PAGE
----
Some of the recurrent themes of this poetry are class conflict, legends of heroes of the past, realization of a socialist state. Progressivism spread the message of freedom and equality and an aversion to wars, which always result in large-scale massacre. One important strand of Abhyudaya Kavitvam concerns itself with the liberation of Telangana.
Although the progressive movement lost some of its momentum by 1955, it may be said to continue as long as there are social problems and poets who raise their banners of revolt. There was some disenchantment with the progressive movement, mainly because of a general disappointment with communism. In 1965, C. Vijayalakshmi wrote Vishadabharatham, which may be identified as the last important work of the progressive movement. A number of new trends developed in the post-1955 period, primarily due to the influence of European avant-garde writing. Prose poetry, or Vachana Kavitvam, became significant, mainly because of the efforts of Kundurthi Anjaneyulu, who became its leading exponent. Vachana kavitvam speaks about the problem of the common people in everyday language and idiom. Here, rhythm is more important than metrical uniformity. Tilak, Narayana Reddy, Aluri Bairagi, Varavara Rao, and Guntur Seshendra Sarma wrote poetry of this kind. The 1960's also saw the rise of a lot of revolutionary poetry in the forms of the works of the Digambara poets. With symbolic names such as Nagna Muni (Naked Saint), Jwala Mukhi (Volcano), Mahaswapna (Great Vision), Nikhileshwar (the Omnipotent) Bhairvavayya (the Hound), and Cherabanda Raju (Raju, Turned to Stone in Prison), the Digambara poets set out to startle society with naked truth. They were deeply agitated by the mechanical existence of humans and felt that such drab routine reduced human beings to an animal level. Their anguish turned to anger, and much of their work, written in the white heat of fury, displayed more aggression than poetry.
The year 1970 saw the founding of the Revolutionary Writers' Association (Viplava Rachayitala Sangham [VIRASAM]). Sri Sri became the president of this association of poets, who believed in Marxism and armed struggle against the establishment. VIRASAM used poetry and literature as a tool to propagate this ideology and further the struggle. Some Digambara poets also joined this movement. In yet another development, an organized group, Kavisena, came into existence in 1977. Led by Guntur Seshendra Sarma, Kavisena opposes slogans and aggressiveness and evinces faith in organized leadership. Intellectuals, the group believed, should provide proper direction to the masses through their creative work.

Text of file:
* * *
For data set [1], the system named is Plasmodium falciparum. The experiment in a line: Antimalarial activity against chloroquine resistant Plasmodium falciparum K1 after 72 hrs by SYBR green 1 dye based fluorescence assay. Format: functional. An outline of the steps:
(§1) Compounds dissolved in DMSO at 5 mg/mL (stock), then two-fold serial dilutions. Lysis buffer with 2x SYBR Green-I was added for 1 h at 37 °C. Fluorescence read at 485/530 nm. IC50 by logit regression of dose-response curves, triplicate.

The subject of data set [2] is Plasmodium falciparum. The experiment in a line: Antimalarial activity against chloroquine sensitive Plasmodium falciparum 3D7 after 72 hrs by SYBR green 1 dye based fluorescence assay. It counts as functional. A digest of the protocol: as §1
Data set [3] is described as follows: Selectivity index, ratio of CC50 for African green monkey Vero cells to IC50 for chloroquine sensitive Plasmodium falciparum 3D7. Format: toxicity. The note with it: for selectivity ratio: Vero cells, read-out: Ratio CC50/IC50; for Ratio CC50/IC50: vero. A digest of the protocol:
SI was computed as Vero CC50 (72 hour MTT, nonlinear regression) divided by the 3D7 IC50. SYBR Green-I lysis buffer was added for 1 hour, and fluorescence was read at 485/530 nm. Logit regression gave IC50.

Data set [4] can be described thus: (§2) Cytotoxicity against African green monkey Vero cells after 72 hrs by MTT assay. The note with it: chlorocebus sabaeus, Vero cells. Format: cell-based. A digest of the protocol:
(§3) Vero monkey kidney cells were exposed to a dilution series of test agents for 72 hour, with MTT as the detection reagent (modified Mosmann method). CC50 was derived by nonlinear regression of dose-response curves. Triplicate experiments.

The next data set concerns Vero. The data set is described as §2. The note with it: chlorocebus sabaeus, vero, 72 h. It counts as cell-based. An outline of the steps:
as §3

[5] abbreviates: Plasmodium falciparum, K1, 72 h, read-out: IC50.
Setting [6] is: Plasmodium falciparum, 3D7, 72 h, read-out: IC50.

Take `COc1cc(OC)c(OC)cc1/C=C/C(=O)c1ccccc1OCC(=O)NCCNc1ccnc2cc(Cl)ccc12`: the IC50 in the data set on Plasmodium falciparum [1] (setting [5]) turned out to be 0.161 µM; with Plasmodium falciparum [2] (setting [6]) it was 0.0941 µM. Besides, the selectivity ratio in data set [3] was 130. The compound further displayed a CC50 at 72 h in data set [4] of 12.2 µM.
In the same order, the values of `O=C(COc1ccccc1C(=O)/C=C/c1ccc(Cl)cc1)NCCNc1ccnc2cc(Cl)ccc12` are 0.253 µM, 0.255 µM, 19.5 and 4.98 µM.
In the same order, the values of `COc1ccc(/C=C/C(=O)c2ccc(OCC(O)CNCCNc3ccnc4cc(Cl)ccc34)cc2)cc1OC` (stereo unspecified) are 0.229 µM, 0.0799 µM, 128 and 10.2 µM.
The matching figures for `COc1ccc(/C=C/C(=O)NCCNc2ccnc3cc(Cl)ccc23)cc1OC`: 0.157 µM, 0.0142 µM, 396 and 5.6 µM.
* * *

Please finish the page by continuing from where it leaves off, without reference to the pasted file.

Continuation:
A note may be made here of the presence of traditional strands amidst all this revolutionary change in poetry. Even as the winds of Bhava Kavitvam and Abhyudaya Kavitvam were blowing across the Telugu land, traditional poetry continued to be in vogue, and good poetry written in classical style did not altogether lose its place or significance. One of the major literary figures who belonged to the traditionalist school was Jnanpith Award
-winning Viswanatha Sathyanarayana. Though he handled both the traditional and modern forms with equal ease, he wrote his magnum opus, Srimad Ramayana Kalpa Vruksham (1962) in traditional meter and style. Among the other traditionalists, Madhunapanthula Satyanarayana Sastri is well known for his Andhrapuranam (1954), history of Andhra written in verse. Vajjala Kalidasu's Andhra Mahavishnuvu (1928) is a historical poem written in dvipada, or couplet form. Vaddadi Subrayudu's Bhakta Chintamani (1893) is a devotional work of 100 poems, Satakam. Tirupati Venkata Kavulu wrote Buddha Charitra (1902), the life history of Lord Buddha
in verse. Other writers, such as Puttaparthi Narayanacharyulu, Sripada Krishnamurthy Sastry, Janamanchi Seshadri Sarma, and Vavilakolanu Subba Rao, continued to use the traditional poetic forms with remarkable felicity.
Thus Telugu poetry in the Twentieth century saw the culmination of a number of different trends and movements in the Telugu literary field.